-Write yourself a love letter or make a list of all the things you appreciate about yourself. 

-Start a gratitude practice and make sure to include yourself as the object of gratitude. 

-Learn and practice self-compassion, particularly through parts work. 

-Let yourself laugh and seek out humor. 


A: Attuning to Yourself 

Jessica writes that “attunement is at the heart of secure attachment.”  Self-attunement is the inner inquiry into what you are feeling, needing, thinking, and experiencing.  This helps us understand and know ourselves better which can improve our ability to self-regulate and soothe our own physiological and emotional states.  When we can tune in and tend to our needs from the inside first, we may still seek outward support, comfort, and guidance from others but our fundamental well-being and sense of being ok are not dependent on it.  

Different types of insecure attachment styles require different areas of growth when it comes to self-attunement.  Individuals who identify as preoccupied or anxiously attached often need to focus on strengthening their own sense of self.  This can be done by identifying your own personal values, needs, desires, interests, likes, and dislikes.  This also involves exploring your own personal boundary needs, simply what is ok with you and what is not, which helps with learning how to stay inside yourself while connecting to others and becoming aware of when you engage in self-abandonment.  Building awareness to when you mentally are trying to get inside someone else’s head such as thoughts like “What are they thinking?  Do they like me?  I wonder if they think I am dumb.  Are they judging me?  What are they going to think or say?”  Once you have awareness of these thoughts, that is the perfect time to practice pausing and tuning in and asking yourself “what am I feeling in this moment?  What are my needs in this moment?  How can I care for myself right now?”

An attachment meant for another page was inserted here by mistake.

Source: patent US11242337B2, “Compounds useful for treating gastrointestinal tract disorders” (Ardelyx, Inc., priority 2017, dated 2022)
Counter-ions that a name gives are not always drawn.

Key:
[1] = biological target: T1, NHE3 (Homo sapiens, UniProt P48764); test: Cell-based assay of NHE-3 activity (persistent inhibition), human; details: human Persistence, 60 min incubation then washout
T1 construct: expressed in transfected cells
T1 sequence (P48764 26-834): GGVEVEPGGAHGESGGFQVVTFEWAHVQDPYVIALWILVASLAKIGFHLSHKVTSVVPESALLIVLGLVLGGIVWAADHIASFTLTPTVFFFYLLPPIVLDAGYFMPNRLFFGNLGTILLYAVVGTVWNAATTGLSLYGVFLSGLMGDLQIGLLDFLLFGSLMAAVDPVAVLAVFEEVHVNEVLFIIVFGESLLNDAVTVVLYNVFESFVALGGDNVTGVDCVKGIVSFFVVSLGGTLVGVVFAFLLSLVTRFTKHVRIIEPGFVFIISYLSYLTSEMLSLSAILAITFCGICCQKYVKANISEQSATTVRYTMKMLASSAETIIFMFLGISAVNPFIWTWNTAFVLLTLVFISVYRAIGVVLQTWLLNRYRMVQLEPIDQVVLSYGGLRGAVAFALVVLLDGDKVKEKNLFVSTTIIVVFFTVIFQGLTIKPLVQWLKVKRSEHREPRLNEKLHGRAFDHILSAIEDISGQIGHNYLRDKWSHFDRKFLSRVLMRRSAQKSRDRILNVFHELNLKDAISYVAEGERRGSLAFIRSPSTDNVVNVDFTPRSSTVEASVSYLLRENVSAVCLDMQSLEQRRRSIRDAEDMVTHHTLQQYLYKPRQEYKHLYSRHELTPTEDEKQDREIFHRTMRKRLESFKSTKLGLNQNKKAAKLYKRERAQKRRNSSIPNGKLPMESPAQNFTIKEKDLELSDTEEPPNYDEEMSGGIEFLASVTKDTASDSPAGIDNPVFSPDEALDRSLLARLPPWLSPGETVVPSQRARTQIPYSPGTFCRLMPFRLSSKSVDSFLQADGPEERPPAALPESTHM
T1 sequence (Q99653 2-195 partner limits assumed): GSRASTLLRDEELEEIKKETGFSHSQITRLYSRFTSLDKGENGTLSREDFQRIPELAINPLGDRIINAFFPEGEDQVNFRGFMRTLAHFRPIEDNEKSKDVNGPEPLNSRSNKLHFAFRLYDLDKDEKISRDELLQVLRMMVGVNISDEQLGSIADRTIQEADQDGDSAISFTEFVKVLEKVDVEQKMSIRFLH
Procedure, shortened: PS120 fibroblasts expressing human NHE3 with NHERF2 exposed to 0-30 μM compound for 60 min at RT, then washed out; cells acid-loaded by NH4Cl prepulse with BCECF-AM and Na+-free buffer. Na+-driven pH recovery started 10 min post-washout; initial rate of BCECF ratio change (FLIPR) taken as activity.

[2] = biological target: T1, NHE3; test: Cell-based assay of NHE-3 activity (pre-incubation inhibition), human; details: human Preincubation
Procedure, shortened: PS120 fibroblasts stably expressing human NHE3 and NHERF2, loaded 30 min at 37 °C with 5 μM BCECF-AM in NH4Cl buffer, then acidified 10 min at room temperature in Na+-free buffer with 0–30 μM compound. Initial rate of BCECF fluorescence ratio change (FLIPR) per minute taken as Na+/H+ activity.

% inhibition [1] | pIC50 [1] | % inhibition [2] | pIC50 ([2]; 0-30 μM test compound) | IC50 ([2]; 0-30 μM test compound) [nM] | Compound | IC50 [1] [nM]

Individuals who identify as dismissive or avoidantly attached often need to begin challenging negative narratives they hold related to needing others, receiving help, and having needs.  Avoidantly attach people can benefit from practicing, with safe people, taking risks of revealing and sharing more of themselves so that people can get a glimpse of their internal world.  This also means letting other people impact how they feel.  These individuals also can benefit from learning how to articulate their thoughts, feelings, and needs.

Individuals who identify as fearful-avoidant or disorganized attached often can benefit from all of the above as well as focus on building an internal sense of safety including having a bodily felt sense that you are safe and that you can relax, even if it is just with yourself at first.  This attachment style can at times normalize abusive and unhealthy ways of relating so learnings ways to explicitly distinguish what is healthy and unhealthy relating can be helpful as well. 


Things to Try and Experiment with:

-Spend quiet time by yourself.

-Practice mindfulness or breath-based exercises to help you tune into your body, heart, and mind.